View Single Post
Old 10-05-2012, 07:57 AM   #64
HarryT
eBook Enthusiast
HarryT ought to be getting tired of karma fortunes by now.HarryT ought to be getting tired of karma fortunes by now.HarryT ought to be getting tired of karma fortunes by now.HarryT ought to be getting tired of karma fortunes by now.HarryT ought to be getting tired of karma fortunes by now.HarryT ought to be getting tired of karma fortunes by now.HarryT ought to be getting tired of karma fortunes by now.HarryT ought to be getting tired of karma fortunes by now.HarryT ought to be getting tired of karma fortunes by now.HarryT ought to be getting tired of karma fortunes by now.HarryT ought to be getting tired of karma fortunes by now.
 
HarryT's Avatar
 
Posts: 62,779
Karma: 40397151
Join Date: Nov 2006
Location: UK
Device: PW2, iPad Retina Mini, iPhone 4, MS Surface Pro, Onyx T68, N7,
Quote:
Originally Posted by Ralph Sir Edward View Post
Harry, copyright law cannot provide "a practical method for creators of intellectual property to ensure that they do get paid for their work". Current technology does not allow it. That fact may be immoral and unjust; that doesn't stop it from being the reality at this point in time. Technology giveth and technology taketh away...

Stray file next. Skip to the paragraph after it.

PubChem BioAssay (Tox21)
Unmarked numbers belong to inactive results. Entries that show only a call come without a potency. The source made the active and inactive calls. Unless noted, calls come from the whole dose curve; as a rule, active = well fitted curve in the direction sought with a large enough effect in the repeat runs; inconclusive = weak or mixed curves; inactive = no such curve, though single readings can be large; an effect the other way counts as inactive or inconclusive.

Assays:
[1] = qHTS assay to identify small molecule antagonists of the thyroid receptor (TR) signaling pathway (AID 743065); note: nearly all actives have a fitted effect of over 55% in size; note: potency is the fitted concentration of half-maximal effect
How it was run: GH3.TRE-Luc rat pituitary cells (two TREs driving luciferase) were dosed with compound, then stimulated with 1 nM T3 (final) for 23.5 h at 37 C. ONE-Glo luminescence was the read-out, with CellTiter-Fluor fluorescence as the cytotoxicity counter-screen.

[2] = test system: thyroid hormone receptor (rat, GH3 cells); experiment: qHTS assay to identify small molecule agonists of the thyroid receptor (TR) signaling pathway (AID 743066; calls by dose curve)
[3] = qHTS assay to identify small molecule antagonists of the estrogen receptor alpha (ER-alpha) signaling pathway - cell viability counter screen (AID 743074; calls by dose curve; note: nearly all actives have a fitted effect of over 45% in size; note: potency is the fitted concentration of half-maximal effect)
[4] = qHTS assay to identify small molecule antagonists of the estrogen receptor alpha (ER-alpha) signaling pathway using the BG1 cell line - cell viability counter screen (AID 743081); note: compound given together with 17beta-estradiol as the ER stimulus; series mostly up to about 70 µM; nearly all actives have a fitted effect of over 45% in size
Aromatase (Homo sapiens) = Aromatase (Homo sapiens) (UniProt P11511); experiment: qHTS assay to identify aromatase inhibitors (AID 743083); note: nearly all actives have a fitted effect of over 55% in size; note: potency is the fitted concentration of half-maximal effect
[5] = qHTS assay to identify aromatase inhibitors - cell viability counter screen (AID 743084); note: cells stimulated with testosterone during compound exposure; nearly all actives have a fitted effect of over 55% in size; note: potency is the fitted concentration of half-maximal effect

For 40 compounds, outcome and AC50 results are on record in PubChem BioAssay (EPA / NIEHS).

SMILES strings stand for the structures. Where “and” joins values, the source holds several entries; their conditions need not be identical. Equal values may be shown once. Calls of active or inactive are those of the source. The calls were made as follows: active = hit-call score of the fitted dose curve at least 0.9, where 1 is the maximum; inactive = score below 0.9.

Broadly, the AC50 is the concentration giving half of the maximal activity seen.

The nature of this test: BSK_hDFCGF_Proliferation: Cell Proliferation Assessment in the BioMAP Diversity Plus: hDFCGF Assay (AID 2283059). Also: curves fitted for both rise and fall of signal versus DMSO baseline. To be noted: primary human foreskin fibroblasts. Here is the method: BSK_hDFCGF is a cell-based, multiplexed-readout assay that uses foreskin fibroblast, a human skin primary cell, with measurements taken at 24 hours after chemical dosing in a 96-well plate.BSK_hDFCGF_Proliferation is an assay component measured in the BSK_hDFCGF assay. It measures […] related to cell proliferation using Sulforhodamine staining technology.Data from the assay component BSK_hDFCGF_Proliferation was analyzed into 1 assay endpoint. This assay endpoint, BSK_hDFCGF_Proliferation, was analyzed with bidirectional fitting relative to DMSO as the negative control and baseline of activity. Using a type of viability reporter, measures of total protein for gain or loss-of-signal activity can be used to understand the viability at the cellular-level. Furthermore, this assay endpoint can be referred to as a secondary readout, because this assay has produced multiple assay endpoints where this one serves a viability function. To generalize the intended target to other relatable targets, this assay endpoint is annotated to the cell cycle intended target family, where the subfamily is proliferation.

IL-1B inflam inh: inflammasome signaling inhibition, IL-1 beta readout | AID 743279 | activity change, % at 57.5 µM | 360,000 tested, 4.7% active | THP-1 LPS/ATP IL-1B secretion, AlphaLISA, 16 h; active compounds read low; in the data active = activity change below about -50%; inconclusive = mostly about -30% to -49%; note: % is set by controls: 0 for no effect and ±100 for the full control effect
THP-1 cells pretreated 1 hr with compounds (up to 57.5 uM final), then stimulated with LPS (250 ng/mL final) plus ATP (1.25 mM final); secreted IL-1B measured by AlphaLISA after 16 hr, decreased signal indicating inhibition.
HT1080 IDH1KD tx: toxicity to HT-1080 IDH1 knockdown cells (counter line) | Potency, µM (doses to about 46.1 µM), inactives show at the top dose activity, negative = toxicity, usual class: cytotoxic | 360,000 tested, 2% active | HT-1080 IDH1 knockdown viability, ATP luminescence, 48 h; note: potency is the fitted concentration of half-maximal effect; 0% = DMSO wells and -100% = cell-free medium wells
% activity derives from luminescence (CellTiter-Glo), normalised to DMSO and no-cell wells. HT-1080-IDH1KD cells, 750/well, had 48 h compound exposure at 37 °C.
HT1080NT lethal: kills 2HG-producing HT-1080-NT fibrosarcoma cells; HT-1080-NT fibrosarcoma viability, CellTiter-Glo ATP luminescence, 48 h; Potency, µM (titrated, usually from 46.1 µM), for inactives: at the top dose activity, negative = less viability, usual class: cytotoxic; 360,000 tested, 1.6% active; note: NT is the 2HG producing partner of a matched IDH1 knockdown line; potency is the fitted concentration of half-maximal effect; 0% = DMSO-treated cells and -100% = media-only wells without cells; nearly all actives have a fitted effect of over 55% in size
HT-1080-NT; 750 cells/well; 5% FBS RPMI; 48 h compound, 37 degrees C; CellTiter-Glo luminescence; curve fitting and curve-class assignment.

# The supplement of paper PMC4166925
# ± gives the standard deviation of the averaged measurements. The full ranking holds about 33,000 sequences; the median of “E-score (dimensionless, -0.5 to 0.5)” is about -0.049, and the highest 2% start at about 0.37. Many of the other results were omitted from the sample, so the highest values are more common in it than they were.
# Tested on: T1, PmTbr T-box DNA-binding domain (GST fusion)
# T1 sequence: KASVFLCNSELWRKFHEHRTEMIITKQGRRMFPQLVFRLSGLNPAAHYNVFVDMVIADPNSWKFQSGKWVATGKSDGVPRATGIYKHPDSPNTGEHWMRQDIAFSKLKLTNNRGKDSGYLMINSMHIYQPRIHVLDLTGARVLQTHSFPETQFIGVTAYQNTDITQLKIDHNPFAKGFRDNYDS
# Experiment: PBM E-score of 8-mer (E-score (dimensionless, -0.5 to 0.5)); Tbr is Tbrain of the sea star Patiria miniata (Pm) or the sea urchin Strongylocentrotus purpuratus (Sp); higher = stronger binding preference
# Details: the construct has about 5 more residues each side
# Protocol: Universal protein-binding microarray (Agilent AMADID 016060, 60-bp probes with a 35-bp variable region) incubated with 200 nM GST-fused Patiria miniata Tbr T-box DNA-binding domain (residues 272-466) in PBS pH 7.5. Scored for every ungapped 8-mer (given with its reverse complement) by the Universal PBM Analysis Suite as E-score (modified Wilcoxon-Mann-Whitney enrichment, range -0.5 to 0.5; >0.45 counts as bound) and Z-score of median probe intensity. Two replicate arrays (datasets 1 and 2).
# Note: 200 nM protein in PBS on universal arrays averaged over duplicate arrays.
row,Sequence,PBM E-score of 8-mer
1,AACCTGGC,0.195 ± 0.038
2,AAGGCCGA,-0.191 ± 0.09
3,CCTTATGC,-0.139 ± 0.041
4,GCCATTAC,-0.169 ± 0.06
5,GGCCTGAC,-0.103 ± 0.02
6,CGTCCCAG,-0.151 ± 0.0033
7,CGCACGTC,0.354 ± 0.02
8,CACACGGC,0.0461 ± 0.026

That's not really the issue, Ralph. There is a fundamental weakness with the legal system here, not with the technology. Because copyright infringement is a civil, not a criminal, offence (in most cases), the only recourse available to the content owner is a civil prosecution, which is prohibitively expensive for the average person. There needs to be a low-cost method available for the average person to claim (reasonable) penalties from people who infringe their intellectual property rights; a method which is not ruinous for either the content owner or the infringer.
HarryT is offline   Reply With Quote